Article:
However, the overhead (and complexity) of disk-based map/reduce platforms is too high for applications which must quickly analyze fast-changing data sets measured in hundreds of gigabytes or terabytes. (Estimates by some analysts indicate that as much as sixty percent of data sets are smaller than ten terabytes.) In many situations, an answer in hours or minutes is not acceptable.  For example, an e-commerce Web site may need to monitor online shopping carts to see which products are selling. A financial services company might need to hone its equity trading strategy as it optimizes its response to fast-changing market conditions.

To address this challenge, leading-edge IMDGs have incorporated map/reduce analytics engines, transforming them from just scalable, memory-based data stores into parallel computing platforms for analyzing data and providing fast, near real-time results. IMDGs leverage the grid’s automatic load-balancing to minimize data motion and speed up analysis. Instead of migrating data into memory from disk, an IMDG analyzes data in place. Results also are stored and combined in memory, minimizing file I/O to calculate the final results. By eliminating these overheads, IMDGs dramatically reduce network usage and thereby shorten analysis time.

Moreover, by simplifying the programming model, IMDGs offer another advantage over popular, disk-based map/reduce platforms. Instead of requiring the application developer to create a key space for identifying objects to be analyzed, they make use of object-oriented query specifications to select objects.  Also, both the analysis (“map”) and merge (“reduce”) codes can be structured as straightforward, object-oriented methods written as if to be executed on a single workstation. These capabilities shorten design time and enable analysis applications to be quickly developed and revised.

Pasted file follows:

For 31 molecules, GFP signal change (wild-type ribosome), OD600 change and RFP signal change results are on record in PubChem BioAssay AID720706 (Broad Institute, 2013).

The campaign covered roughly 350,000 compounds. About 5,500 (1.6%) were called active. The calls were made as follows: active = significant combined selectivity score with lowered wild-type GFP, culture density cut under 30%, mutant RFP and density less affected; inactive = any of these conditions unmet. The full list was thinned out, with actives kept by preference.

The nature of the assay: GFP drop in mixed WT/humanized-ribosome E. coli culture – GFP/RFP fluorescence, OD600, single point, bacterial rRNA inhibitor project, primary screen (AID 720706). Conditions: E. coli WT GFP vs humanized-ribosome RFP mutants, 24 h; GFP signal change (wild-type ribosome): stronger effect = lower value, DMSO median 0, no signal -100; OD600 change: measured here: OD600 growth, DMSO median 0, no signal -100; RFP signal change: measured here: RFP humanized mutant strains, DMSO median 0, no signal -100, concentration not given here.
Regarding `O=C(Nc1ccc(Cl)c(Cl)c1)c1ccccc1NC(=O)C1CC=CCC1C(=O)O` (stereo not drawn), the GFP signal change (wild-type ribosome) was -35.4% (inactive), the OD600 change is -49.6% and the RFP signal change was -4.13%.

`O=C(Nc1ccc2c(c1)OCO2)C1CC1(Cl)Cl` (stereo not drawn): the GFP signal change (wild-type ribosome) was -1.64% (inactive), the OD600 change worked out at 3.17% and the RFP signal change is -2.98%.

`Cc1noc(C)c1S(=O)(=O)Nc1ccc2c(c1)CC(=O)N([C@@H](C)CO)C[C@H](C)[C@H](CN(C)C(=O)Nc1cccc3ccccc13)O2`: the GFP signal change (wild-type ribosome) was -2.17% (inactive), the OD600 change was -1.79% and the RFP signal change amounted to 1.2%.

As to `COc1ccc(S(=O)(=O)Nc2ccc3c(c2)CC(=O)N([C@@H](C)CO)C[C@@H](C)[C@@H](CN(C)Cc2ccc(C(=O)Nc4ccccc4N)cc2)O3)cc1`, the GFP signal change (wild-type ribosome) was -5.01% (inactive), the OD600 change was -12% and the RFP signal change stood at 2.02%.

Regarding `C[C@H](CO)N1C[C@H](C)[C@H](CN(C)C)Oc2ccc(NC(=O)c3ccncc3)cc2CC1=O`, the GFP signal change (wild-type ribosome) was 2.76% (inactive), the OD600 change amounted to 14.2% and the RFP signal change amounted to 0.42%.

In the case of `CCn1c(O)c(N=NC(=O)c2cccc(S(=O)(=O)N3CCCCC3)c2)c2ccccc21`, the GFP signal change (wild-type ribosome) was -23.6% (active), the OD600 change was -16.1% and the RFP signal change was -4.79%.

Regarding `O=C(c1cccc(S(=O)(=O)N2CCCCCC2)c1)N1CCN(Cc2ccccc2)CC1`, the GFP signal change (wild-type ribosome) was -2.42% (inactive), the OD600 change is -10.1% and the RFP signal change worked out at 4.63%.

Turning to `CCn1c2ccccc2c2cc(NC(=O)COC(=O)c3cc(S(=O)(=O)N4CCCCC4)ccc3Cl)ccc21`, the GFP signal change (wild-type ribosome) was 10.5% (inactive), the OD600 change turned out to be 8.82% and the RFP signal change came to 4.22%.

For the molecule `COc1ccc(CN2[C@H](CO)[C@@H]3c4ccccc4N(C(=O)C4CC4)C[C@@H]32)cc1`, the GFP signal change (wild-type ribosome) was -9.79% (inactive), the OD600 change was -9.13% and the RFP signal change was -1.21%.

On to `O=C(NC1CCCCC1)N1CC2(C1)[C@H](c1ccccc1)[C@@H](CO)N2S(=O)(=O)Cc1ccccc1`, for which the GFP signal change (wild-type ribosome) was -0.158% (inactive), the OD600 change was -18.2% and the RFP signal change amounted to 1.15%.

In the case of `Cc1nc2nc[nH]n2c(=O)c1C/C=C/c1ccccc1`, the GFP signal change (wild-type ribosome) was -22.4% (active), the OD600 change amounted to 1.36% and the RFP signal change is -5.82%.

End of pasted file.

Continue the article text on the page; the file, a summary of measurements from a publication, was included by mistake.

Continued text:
The following diagram illustrates a map/reduce analysis of stock trading strategies across a set of stock histories held in the IMDG. A parallel query selects stocks for analysis, and the IMDG analyzes the stocks and merges the results using the supplied methods:

 Running Map/Reduce on an IMDG 

Running Map/Reduce on an IMDG

ScaleOut Grid Computing Edition (GCE) from ScaleOut Software is an example of an IMDG with an integrated data analytics engine. Using it as an example, the following steps demonstrate how an IMDG performs a map/reduce data analysis:

  • The data set to be analyzed in the IMDG originates from one of two sources. In many cases, especially those with tight latency requirements, the application continuously updates the grid as data flows through for processing. Alternatively, the application may stage the data set in the grid from persistent storage via a bulk loading operation. In either case, the IMDG holds the data, creates replicas for high availability, and load-balances it across servers to avoid hot spots.
  • ScaleOut GCE allows a query specification to be written either in Java using filter methods or in C# using the Microsoft language integrated query (LINQ) mechanism. This query specification selects the data to be analyzed, for example, ticker symbols, sales data, machine data, etc.
  • In ScaleOut GCE, the analysis and merge methods can be written either in Java or C#. Since GCE holds the objects to be analyzed or merged in memory, these methods are written without the need to use grid APIs. The analysis method specifies the analysis logic for a single data object selected by the query specification. For example, it might calculate stock trading profits for one company’s recent history of stock prices. The merge method combines the results of analyzing multiple objects and is repeatedly executed as necessary to merge all results. In the above example, it might calculate the average return for stock trades spanning many companies.